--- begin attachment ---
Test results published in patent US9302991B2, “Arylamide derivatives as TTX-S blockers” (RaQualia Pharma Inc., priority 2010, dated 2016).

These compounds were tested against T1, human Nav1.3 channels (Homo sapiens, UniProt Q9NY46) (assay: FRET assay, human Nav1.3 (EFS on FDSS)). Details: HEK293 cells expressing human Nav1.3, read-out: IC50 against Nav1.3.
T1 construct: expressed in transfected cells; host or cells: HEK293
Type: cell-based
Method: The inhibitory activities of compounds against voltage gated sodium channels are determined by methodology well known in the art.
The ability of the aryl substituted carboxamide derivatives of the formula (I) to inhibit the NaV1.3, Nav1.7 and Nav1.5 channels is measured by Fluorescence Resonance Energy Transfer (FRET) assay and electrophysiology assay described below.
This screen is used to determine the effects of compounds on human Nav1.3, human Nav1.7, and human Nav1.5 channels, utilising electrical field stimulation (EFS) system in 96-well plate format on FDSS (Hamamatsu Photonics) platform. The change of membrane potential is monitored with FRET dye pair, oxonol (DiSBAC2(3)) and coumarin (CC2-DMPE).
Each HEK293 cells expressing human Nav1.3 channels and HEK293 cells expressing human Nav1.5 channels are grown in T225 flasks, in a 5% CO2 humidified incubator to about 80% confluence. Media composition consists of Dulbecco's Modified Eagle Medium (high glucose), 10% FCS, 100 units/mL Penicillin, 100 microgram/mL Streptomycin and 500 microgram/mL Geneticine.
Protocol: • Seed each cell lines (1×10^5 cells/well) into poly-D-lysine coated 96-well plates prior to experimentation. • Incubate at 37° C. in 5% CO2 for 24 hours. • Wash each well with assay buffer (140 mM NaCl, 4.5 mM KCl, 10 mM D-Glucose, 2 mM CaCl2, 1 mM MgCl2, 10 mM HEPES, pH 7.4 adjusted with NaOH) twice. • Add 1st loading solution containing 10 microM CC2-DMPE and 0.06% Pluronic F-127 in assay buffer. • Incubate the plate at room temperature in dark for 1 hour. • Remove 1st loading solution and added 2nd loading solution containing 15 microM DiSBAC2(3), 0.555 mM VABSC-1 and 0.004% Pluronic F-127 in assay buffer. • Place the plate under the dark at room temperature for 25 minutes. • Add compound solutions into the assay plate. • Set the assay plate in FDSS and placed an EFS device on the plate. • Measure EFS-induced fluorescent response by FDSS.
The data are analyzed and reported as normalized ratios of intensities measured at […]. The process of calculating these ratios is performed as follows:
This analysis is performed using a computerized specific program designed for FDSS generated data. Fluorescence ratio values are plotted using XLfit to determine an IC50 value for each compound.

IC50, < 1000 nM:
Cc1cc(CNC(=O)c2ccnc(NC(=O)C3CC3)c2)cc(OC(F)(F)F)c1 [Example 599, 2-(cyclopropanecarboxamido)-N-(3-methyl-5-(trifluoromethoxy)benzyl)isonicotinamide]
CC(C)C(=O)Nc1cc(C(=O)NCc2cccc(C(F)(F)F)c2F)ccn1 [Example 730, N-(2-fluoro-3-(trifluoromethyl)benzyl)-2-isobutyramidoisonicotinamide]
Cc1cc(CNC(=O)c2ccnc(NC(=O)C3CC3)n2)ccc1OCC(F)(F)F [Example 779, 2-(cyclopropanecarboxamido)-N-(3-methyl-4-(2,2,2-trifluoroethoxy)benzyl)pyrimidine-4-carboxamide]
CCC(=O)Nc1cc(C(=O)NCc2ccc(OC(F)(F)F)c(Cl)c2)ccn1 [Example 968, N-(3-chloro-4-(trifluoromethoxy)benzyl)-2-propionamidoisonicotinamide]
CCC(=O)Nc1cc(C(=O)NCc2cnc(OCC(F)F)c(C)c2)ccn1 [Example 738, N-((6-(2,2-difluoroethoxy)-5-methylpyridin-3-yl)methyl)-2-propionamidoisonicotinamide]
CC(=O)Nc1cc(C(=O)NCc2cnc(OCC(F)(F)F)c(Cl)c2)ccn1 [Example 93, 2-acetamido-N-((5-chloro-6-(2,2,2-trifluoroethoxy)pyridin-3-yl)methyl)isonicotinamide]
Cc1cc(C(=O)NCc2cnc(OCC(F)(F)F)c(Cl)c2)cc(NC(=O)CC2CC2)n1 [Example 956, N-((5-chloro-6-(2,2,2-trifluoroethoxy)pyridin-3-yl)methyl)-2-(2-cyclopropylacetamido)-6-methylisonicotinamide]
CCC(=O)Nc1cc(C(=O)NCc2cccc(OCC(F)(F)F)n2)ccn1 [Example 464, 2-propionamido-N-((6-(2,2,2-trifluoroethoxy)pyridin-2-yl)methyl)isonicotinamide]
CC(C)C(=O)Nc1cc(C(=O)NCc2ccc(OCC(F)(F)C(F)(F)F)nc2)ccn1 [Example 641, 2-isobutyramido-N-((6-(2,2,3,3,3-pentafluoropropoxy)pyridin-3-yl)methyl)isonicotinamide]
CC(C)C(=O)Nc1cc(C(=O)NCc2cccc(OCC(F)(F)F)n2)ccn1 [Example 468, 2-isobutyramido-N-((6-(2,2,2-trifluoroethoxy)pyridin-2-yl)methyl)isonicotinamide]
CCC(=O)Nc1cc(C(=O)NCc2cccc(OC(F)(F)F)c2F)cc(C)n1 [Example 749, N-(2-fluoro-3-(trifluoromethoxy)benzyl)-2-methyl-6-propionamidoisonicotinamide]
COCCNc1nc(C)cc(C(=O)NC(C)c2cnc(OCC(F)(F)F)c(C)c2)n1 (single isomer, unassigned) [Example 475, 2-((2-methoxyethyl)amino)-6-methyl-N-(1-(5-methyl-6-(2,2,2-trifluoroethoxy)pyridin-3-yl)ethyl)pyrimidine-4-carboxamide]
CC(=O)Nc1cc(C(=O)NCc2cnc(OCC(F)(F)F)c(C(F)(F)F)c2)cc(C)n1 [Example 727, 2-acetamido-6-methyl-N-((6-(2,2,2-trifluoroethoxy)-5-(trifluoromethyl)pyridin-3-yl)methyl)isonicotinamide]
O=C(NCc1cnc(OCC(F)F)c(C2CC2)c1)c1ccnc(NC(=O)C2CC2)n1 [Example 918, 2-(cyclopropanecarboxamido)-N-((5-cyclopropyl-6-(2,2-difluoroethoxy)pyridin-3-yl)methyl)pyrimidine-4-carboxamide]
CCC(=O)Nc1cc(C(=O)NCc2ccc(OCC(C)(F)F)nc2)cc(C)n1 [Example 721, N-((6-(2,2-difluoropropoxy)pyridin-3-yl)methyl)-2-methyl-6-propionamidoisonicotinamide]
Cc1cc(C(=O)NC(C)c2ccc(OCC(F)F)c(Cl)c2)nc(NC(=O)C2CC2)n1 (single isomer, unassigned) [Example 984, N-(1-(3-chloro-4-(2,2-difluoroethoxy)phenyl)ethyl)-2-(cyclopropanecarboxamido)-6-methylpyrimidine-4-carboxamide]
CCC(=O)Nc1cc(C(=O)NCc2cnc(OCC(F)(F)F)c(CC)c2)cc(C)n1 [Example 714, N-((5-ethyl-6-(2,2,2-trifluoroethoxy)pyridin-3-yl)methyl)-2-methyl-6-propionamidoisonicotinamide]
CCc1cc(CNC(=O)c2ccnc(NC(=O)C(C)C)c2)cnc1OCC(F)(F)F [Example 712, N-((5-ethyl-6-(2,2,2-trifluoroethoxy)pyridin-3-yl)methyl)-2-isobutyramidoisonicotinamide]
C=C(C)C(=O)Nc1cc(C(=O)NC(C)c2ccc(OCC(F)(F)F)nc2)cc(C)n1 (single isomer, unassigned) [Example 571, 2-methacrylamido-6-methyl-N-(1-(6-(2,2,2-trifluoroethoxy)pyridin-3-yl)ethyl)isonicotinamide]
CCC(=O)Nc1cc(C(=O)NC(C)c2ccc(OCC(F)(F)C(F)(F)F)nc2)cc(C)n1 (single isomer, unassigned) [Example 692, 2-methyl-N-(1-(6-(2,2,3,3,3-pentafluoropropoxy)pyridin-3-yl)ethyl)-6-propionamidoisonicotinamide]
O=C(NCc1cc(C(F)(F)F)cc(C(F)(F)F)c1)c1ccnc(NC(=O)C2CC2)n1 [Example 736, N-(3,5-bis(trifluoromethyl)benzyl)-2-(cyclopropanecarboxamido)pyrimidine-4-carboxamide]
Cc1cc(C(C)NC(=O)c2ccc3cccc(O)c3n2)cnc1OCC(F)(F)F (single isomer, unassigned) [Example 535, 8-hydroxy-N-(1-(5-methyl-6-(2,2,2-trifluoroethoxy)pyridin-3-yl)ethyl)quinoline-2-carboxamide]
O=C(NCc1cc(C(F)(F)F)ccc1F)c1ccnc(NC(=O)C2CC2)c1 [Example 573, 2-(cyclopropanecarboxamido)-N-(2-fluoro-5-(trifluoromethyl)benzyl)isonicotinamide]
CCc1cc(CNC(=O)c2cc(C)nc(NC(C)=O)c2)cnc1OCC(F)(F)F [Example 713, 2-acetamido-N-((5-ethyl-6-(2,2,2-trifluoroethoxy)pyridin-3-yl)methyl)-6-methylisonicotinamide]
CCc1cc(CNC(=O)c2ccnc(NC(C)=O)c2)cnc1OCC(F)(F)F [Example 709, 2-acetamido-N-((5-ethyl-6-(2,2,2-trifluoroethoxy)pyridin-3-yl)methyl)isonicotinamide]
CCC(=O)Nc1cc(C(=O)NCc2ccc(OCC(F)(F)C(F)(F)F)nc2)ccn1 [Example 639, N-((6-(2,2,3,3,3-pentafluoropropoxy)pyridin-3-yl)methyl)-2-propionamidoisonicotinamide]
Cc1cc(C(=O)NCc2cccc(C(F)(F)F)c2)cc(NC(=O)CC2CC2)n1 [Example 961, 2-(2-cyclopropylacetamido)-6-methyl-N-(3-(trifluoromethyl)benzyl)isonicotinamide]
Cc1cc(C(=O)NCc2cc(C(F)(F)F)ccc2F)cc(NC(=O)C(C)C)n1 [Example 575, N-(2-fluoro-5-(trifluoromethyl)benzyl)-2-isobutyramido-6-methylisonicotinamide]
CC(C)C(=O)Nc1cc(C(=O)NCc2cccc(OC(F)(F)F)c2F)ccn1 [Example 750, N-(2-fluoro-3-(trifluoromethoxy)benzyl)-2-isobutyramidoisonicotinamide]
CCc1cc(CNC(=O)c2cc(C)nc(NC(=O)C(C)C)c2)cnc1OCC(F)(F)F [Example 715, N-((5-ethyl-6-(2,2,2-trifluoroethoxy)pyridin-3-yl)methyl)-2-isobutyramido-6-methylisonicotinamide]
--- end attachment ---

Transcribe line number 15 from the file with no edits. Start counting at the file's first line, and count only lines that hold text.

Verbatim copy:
Cc1cc(CNC(=O)c2ccnc(NC(=O)C3CC3)n2)ccc1OCC(F)(F)F [Example 779, 2-(cyclopropanecarboxamido)-N-(3-methyl-4-(2,2,2-trifluoroethoxy)benzyl)pyrimidine-4-carboxamide]